WASHINGTON D.C. — Today, FCC Chairman Pai lent his support to the T-Mobile/Sprint merger following additional concessions from the parties. Chairman Pai noted that the merged entity has committed to combining the infrastructure of T-Mobile with the spectrum assets of Sprint to deploy a 5G network to 97% of the nation’s population in three years, and 99% within five years. The parties also agreed to divest the Boost Mobile unit, which currently offers pre-paid wireless calling services.
“We at TechFreedom applaud Chairman Pai’s realistic approach to this merger,” said TechFreedom General Counsel Jim Dunstan. “If the FCC is serious about 5G deployment through the traditional market approach of carriers investing their own dollars rather than bloated and inefficient government programs handing out billions of taxpayer dollars, then we need a strong third competitor to push 5G deep into rural America.”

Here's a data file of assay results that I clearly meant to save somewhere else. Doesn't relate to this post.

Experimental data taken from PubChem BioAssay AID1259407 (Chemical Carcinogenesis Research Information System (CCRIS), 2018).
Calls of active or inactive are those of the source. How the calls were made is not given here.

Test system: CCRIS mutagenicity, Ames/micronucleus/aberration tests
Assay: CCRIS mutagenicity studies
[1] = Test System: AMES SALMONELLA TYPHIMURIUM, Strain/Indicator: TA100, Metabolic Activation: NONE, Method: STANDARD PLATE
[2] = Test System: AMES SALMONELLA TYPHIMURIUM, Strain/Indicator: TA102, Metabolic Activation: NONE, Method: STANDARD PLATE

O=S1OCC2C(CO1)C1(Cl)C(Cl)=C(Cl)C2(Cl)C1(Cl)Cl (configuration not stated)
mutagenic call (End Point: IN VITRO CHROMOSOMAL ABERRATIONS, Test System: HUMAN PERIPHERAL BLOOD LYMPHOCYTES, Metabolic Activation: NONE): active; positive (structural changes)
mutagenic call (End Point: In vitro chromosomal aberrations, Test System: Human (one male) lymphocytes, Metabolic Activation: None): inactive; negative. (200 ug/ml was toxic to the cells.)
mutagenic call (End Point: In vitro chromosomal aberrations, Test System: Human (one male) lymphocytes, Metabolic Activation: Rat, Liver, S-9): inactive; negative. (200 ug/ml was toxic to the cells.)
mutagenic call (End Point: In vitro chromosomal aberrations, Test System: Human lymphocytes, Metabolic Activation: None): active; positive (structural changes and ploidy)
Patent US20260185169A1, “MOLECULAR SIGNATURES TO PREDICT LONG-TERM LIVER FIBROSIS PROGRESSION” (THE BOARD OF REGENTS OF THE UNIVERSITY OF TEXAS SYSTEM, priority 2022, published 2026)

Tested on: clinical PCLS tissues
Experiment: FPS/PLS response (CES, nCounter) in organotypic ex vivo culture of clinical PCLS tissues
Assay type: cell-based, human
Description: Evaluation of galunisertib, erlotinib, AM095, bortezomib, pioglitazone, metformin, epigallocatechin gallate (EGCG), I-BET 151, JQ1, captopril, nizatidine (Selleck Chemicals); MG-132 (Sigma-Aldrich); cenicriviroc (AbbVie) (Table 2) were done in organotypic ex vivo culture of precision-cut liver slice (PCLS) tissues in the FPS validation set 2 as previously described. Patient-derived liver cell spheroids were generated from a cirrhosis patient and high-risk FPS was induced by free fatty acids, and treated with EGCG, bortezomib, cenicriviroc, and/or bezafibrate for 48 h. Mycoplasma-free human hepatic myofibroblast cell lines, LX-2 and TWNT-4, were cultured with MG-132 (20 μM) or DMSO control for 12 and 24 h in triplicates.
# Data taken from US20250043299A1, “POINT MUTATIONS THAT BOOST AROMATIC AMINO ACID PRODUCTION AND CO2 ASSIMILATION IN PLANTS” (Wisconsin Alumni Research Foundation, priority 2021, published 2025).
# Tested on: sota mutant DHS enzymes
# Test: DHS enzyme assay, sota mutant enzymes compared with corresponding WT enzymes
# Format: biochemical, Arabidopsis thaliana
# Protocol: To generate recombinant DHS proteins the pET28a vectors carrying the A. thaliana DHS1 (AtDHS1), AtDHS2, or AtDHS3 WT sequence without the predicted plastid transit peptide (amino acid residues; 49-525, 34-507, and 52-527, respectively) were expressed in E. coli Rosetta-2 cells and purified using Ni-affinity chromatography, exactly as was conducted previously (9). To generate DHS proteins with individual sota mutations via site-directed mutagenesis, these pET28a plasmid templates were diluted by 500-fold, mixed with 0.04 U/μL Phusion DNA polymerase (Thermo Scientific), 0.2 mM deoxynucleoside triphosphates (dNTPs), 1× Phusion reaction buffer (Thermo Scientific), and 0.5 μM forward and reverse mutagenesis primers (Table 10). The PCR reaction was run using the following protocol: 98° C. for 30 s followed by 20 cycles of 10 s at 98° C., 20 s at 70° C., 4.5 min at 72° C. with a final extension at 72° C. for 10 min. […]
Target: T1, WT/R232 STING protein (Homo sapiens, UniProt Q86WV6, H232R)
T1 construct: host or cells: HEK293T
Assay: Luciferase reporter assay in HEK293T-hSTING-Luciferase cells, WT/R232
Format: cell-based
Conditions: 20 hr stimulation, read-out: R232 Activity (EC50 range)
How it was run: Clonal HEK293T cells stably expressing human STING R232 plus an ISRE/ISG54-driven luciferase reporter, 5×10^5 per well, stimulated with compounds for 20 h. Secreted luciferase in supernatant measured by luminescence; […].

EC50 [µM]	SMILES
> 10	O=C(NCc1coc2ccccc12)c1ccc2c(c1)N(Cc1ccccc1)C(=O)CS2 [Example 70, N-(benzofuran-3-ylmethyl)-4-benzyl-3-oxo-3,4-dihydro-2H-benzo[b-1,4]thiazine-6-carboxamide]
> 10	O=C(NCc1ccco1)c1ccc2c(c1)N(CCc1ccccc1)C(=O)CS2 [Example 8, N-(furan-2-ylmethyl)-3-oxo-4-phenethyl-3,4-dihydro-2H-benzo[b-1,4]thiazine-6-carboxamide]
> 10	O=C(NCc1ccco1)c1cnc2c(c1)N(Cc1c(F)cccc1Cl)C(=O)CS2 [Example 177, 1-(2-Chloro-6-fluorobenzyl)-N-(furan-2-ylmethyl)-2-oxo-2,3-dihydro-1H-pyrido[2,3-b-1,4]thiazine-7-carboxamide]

TechFreedom has supported the “four into three” merger where the third and fourth largest carriers are so far behind the traditional incumbents. “It just makes competitive sense. We do remain concerned, however, of the price merger applicants are forced to pay to gain approval. Time and again regulatory agencies extract concessions that appear to go beyond the requirements of the antitrust laws. Here Boost Mobile is being divested. If the FCC is convinced that it could not grant the merger without that divestiture, it is incumbent on the FCC to make that case in the order granting the merger, not just sluff it off as something the parties are willing to give. Extracting these ‘pounds of flesh’ can have negative market consequences if not actually required under a valid antitrust analysis,” Dunstan concluded.
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We can be reached for comment at email@example.com. See more of our work on the wireless industry, including:
- Our comments in the FCC proceeding on the T-Mobile/Sprint Merger
- Our statement “Combining Sprint & T-Mobile Will Benefit Consumers”
- Our statement on the idea of a government-run 5G network
- Our statement on the FCC’s past efforts to speed 5G deployment
- Tech Policy Podcast #205: Who Owns the Airwaves?
- Tech Policy Podcast # 242: Hybrid Networks and the Future of Wireless